I’m not suggesting that you throw yourself on the altar of someone else’s happiness but I am recommending that you give back. If you are unpublished that might mean guest blogs or judging in a contest. For published authors, it might mean the same or perhaps giving away a chapter critique.

You’ll know your service opportunity when you see it if you’re on the lookout.

10) Leave People Smiling

I realized during my second week home after having my daughter that it was Hoshi’s time to go. She’d limped along health-wise through my pregnancy, which was very high risk. I really thought she’d miss the birth but she rallied.

Dr. Voll came when I called her and agreed that it was “time,” though she said I could take a few days. I contacted all of Hoshi’s friends and opened the house for anyone who wanted to visit. We gave her every treat we had, plus people brought her scads of contraband food. Things like McDonald’s cheeseburgers that give a dog pancreatitis were on the menu that week and she was delighted (though I definitely got the “where has this been all my life” look).

On the big day, Dr. Voll came to the door and we sent our daughter out with a friend for a long walk so we could focus on Hoshi. That doggie polished off the rest of a cheeseburger and moved on to the Honeybaked ham, smiling and wagging all the way. When the medicine was administered, she never knew it.

I’ve repeatedly thought ‘we should all be so lucky.’

Watching a 4th of July Concert with Daddy

Hoshi was my first “baby girl” and I feel blessed to have learned from her.

What lessons have your pets taught you? Are there tasks you’ve been putting off? What helps you get through your emotionally-charged to-do’s? Enquiring minds always want to know here at More Cowbell!


Attention: Writers! A writer who would like to become a contributor at The Life List Club, guest posting with us, please contact Marcia Richards: marichards320 AT yahoo.com or Jess Witkins: jessi.witkins AT gmail.com. At this time, the Life List Club accepts one new contributing writer per month. (I’m so honored to be the August addition!) Membership is open to all – just state your goals publicly on your site and come see us on Twitter at #LifeListClub.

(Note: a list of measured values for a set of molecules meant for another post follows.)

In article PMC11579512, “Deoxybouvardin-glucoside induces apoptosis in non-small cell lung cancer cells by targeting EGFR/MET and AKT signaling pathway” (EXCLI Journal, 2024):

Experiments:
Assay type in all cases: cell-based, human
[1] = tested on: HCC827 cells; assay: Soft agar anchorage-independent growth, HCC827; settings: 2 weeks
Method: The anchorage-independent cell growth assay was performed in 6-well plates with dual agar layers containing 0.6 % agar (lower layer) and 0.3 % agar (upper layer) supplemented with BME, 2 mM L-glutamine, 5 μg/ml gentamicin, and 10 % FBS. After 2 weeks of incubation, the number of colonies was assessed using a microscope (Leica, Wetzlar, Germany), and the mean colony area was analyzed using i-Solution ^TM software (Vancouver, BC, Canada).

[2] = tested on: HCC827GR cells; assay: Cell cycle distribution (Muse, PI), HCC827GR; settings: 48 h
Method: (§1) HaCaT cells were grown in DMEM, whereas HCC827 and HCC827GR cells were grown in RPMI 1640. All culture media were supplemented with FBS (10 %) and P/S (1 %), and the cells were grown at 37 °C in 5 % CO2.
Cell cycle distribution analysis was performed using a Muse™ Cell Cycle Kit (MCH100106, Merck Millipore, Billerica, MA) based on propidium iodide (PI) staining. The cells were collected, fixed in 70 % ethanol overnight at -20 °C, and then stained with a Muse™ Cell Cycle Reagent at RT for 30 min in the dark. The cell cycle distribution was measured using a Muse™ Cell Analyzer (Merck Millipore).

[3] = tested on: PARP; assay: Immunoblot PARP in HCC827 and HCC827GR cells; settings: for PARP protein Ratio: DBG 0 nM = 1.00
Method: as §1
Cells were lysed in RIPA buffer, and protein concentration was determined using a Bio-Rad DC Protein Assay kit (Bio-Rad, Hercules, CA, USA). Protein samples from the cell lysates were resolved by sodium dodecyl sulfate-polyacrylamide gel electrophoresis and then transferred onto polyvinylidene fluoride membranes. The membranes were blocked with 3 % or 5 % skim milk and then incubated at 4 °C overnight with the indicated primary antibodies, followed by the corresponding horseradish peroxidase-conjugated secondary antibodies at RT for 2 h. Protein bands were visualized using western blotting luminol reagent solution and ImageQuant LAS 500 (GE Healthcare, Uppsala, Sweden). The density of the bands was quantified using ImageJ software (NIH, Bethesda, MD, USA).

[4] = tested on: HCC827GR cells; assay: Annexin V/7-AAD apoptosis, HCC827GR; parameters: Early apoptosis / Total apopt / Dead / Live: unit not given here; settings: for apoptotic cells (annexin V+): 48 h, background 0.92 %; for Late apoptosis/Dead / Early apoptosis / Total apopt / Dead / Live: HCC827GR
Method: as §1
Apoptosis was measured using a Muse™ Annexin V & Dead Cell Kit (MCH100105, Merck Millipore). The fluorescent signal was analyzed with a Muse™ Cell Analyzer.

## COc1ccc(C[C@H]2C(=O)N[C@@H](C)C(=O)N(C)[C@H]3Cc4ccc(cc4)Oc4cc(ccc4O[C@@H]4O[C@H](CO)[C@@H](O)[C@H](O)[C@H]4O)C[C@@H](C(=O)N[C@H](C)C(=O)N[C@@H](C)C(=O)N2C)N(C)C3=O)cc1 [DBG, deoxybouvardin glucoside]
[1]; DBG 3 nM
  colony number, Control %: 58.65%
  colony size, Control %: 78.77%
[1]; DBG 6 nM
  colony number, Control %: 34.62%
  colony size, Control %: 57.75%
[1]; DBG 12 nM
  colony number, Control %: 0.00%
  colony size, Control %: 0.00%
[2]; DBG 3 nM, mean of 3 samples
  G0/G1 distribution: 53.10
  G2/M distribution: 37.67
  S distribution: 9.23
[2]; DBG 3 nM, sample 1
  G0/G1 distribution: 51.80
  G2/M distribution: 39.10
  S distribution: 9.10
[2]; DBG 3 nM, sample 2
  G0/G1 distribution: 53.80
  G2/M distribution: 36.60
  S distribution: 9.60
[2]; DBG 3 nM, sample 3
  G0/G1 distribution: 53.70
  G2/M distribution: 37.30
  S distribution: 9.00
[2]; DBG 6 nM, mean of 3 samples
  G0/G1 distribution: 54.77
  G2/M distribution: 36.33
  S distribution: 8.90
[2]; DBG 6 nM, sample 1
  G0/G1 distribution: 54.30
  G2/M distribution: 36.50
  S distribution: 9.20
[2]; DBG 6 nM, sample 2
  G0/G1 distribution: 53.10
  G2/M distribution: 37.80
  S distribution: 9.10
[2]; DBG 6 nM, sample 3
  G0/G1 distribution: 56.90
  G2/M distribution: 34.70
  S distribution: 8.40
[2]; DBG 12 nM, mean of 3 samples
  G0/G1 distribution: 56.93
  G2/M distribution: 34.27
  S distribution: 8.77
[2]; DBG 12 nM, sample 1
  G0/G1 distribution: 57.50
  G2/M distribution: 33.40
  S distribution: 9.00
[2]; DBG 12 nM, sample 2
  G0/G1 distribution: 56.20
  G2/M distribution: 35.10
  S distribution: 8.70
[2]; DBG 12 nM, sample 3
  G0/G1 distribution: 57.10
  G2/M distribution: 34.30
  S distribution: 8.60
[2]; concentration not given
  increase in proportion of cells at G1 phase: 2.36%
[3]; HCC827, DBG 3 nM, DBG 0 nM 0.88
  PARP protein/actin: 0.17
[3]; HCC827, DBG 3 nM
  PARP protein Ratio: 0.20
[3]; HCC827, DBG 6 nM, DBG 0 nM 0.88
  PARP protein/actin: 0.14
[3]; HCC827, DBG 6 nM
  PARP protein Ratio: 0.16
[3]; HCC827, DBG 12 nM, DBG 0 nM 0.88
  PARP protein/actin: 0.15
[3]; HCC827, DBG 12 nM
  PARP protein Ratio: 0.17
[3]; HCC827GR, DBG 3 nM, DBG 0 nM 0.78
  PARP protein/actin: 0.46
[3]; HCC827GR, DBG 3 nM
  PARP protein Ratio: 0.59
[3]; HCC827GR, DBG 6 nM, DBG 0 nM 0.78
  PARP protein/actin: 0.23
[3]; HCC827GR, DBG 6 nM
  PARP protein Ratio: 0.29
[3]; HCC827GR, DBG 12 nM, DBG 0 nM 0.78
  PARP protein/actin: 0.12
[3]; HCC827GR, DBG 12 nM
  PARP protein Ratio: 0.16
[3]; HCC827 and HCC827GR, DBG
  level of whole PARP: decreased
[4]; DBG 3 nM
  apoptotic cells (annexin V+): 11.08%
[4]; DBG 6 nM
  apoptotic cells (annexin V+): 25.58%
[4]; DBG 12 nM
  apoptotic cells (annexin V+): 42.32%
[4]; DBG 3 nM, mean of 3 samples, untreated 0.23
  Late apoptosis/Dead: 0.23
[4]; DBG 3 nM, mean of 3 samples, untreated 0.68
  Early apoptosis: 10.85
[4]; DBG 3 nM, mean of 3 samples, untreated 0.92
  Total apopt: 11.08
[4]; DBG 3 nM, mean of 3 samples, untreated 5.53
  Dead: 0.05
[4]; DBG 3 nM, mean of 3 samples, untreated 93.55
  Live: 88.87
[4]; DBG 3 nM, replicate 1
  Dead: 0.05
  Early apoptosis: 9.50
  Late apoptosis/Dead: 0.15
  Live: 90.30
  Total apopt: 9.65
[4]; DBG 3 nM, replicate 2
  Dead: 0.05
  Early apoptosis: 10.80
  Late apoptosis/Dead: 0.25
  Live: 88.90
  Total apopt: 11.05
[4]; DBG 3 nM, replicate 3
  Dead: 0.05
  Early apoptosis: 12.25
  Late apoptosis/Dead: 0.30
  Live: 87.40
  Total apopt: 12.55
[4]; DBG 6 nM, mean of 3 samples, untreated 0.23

About Jenny Hansen

Avid seeker of "more"...More words, more creativity, More Cowbell! An extrovert who's terribly fond of silliness. Founding blogger at Writers In The Storm (http://writersinthestormblog.com). Write on!
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29 Responses to 10 Life List Club Lessons I Learned From My Dog

  1. catwoods says:

    We have a new sock-eating pup who treat cotton footwear like crack for dogs. Ironically, eating them makes her extremely sick.

    Lesson learned: balance. Even if we are passionate about writing, we still need to feed and attend to the other loves in our lives because sometimes too much of one thing becomes destructive.

    Great post.


  2. Natalie says:

    I cried! What a beautiful post. My baby girl is my world as well. At 10 years old, we’ve been watching her start to show signs of aging and with a knee surgery, I know I need to make the most of the next few years. She has taught me so much about unconditional love, loyalty, patience, and pure joy!


    • Jenny Hansen says:

      Holy cow, I got tears?? Thanks for the huge compliment, Natalie. Those senior years are so precious. For us, some weight loss, Adequan, Rimadyl and underwater treadmill did the trick. She lived another 6 years, and was fairly pain free.


  3. Gene Lempp says:

    I am now going to walk around sniffing random objects. “Well Jen said I could” *smile*

    Great post, Jen!


  4. hawleywood40 says: